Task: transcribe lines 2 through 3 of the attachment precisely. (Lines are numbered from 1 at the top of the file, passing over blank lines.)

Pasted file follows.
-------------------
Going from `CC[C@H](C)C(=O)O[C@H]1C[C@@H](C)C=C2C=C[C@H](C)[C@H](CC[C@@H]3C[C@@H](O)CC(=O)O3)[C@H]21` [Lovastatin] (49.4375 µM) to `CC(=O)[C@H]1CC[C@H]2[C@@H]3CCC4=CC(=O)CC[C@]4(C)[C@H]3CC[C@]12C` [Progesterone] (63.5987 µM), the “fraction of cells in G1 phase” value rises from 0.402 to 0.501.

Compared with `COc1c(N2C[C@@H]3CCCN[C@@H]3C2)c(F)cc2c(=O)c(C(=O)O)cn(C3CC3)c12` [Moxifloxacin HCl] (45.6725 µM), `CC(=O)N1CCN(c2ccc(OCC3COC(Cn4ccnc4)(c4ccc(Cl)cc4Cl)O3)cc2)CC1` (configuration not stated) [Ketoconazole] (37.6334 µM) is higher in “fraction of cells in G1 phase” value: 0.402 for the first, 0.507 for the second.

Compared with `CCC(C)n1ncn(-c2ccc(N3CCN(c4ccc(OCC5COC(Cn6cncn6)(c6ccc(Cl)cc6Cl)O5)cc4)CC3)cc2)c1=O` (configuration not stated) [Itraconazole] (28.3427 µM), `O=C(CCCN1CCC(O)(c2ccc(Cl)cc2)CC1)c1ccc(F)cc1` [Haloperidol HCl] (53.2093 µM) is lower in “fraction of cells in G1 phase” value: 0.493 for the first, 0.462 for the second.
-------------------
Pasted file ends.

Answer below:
Compared with `COc1c(N2C[C@@H]3CCCN[C@@H]3C2)c(F)cc2c(=O)c(C(=O)O)cn(C3CC3)c12` [Moxifloxacin HCl] (45.6725 µM), `CC(=O)N1CCN(c2ccc(OCC3COC(Cn4ccnc4)(c4ccc(Cl)cc4Cl)O3)cc2)CC1` (configuration not stated) [Ketoconazole] (37.6334 µM) is higher in “fraction of cells in G1 phase” value: 0.402 for the first, 0.507 for the second.

Compared with `CCC(C)n1ncn(-c2ccc(N3CCN(c4ccc(OCC5COC(Cn6cncn6)(c6ccc(Cl)cc6Cl)O5)cc4)CC3)cc2)c1=O` (configuration not stated) [Itraconazole] (28.3427 µM), `O=C(CCCN1CCC(O)(c2ccc(Cl)cc2)CC1)c1ccc(F)cc1` [Haloperidol HCl] (53.2093 µM) is lower in “fraction of cells in G1 phase” value: 0.493 for the first, 0.462 for the second.